Sorry, are you talking about some fictional government you'd like to be running this country? Recent laws may be formal but they are not thorough in conceptualisation, debate or anything else. Consultation is near non-existant and where it does happen it is ignored when it turns out to oppose what the government thinks is best (usually despite overwhelming evidence to the contrary). E-petitions being a visible example of this.

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(Written by Reg staff)

Re: Fantasy

Fair enough. That sentence could have done with a "relatively" qualifier somewhere.

- Chris

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Stop

What's the New Business Model?

A few people have commented that filesharers will win this war and therefore the rightsholders need a new business model (I summarised a bit).

What is that new business model then? At the moment the idea seems to be that all music, films and software should be free to download; so how does content get made?

You can't pay for it with a surcharge on ISPs unless that surcharge is applied world-wide; then how do you divvy-up the money?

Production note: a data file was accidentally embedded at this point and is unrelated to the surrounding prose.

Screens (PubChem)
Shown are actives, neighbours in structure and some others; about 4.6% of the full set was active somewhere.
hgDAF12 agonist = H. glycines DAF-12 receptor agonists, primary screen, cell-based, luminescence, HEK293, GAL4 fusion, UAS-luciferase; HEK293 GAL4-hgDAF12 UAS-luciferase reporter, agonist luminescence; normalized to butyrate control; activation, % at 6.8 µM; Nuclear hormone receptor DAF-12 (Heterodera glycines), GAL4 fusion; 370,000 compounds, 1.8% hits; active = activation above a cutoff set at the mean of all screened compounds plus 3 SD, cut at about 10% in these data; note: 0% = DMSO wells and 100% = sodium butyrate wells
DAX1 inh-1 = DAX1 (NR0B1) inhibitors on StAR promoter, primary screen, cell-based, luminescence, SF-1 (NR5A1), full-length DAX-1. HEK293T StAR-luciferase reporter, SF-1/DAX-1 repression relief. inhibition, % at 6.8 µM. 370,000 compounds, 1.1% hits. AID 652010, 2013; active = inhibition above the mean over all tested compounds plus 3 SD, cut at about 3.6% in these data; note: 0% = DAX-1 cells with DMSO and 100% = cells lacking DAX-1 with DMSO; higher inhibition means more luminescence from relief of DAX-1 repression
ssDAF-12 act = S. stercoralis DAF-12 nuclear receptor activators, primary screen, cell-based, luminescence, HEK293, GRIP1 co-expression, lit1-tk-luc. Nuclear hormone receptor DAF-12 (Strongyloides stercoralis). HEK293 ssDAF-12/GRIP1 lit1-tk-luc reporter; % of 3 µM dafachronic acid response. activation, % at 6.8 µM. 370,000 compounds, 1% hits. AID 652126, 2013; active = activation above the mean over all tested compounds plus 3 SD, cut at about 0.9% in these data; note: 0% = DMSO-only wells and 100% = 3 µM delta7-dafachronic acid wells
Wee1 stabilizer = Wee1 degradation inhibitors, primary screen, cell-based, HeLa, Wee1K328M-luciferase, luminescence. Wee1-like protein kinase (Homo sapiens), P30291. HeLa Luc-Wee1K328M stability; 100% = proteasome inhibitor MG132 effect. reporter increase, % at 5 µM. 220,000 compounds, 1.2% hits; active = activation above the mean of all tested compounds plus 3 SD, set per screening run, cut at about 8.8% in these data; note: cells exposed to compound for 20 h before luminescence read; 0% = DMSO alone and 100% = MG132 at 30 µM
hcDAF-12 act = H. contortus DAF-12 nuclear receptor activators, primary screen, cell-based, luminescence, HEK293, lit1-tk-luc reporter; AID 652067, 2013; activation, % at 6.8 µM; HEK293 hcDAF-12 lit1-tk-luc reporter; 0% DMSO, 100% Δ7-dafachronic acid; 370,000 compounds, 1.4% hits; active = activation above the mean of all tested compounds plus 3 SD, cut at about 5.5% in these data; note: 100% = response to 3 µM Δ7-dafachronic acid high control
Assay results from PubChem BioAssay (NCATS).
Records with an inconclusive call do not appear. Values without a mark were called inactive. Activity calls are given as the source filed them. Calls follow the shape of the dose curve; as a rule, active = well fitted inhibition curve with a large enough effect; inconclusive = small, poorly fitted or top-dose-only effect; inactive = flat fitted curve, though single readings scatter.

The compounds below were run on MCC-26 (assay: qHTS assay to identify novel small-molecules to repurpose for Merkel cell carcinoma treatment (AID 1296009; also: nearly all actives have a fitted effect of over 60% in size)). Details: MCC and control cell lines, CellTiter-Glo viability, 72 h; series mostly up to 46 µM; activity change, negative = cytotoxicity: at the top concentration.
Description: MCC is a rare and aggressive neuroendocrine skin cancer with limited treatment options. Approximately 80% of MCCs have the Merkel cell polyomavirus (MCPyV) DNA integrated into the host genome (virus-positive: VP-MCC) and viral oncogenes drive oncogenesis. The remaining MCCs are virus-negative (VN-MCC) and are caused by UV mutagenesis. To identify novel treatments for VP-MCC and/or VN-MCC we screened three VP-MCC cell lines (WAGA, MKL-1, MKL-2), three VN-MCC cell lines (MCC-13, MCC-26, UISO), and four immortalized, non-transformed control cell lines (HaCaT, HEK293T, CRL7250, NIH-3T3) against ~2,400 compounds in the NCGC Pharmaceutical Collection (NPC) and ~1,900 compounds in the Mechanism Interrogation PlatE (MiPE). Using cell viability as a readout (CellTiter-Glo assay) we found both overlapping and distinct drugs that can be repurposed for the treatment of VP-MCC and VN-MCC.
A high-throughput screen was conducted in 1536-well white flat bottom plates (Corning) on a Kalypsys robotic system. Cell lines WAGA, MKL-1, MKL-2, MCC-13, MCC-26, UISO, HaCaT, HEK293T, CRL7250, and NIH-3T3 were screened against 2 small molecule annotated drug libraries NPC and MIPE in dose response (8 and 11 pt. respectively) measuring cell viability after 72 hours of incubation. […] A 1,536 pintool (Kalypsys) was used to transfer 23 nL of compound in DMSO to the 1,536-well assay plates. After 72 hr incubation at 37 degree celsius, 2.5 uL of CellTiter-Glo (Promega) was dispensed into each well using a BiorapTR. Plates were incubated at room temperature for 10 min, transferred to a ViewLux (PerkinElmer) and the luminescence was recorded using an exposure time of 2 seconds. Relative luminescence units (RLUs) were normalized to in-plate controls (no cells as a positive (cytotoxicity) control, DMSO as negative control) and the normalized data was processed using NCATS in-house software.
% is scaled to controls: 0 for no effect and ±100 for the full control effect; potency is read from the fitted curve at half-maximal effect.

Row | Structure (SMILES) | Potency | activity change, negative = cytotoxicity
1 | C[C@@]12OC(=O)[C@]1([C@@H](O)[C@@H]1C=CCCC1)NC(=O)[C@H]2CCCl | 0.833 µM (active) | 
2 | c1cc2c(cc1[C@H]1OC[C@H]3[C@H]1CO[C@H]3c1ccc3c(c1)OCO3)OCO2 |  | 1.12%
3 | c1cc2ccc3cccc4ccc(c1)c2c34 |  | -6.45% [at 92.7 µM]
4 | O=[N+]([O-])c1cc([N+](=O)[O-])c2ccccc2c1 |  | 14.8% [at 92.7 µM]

The simplest business model has always been "consumer pays before consuming" combined with "shoplifters will be prosecuted".

Anon, because I don't want Freetard pikeys to come round and "share" my stuff...

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Ian

@ Paul M

"If you don't download music from P2P or BitTorrent, then you've got nothing to worry about."

So will I expect you back hear saying the same thing when your internet gets cut off because someone hijacked your wireless to download MP3s and you can't submit your tax return which must be submitted online only soon? Or when your immobile Grandmas wifi gets hijacked and she gets banned so she can't order her shopping online which she has to do since the goverment/councils removed funding for personal shopper schemes? How about when your kids drop grades at school because their friend came over and downloaded an MP3 and as such they can't compete with the other kids by using the internet for research at home?